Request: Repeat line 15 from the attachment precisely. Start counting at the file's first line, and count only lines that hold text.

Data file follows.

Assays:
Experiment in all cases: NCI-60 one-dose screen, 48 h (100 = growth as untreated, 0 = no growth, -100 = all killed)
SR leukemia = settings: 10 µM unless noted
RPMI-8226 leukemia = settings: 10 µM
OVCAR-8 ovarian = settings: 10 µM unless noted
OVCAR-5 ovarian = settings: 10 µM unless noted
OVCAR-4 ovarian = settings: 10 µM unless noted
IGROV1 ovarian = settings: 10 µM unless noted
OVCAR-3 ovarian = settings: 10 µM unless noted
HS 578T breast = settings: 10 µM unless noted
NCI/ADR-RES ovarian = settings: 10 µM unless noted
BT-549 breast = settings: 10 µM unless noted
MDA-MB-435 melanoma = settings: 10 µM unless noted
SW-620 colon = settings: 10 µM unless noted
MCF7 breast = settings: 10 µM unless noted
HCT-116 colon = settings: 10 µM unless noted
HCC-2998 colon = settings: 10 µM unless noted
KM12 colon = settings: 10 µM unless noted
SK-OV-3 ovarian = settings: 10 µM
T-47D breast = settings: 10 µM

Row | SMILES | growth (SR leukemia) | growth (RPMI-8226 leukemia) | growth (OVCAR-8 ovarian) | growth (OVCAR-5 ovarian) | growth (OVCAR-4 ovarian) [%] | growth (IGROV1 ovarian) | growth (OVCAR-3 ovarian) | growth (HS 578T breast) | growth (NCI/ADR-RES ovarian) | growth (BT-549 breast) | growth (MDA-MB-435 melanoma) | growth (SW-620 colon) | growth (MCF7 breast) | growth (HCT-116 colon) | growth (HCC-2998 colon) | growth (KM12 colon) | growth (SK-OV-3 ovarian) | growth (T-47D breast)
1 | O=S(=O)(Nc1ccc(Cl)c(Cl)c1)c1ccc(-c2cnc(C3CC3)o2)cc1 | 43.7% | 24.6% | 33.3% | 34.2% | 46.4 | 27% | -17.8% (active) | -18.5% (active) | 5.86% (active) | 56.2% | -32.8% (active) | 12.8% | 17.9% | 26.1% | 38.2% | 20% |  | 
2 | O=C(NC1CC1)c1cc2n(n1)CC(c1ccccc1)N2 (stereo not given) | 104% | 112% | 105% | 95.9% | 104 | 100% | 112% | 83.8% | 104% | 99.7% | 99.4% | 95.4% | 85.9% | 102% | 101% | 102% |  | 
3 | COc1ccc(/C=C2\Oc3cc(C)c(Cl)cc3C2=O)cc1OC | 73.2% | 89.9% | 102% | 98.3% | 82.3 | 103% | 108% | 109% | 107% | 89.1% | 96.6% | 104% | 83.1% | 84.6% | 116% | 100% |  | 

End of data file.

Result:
MCF7 breast = settings: 10 µM unless noted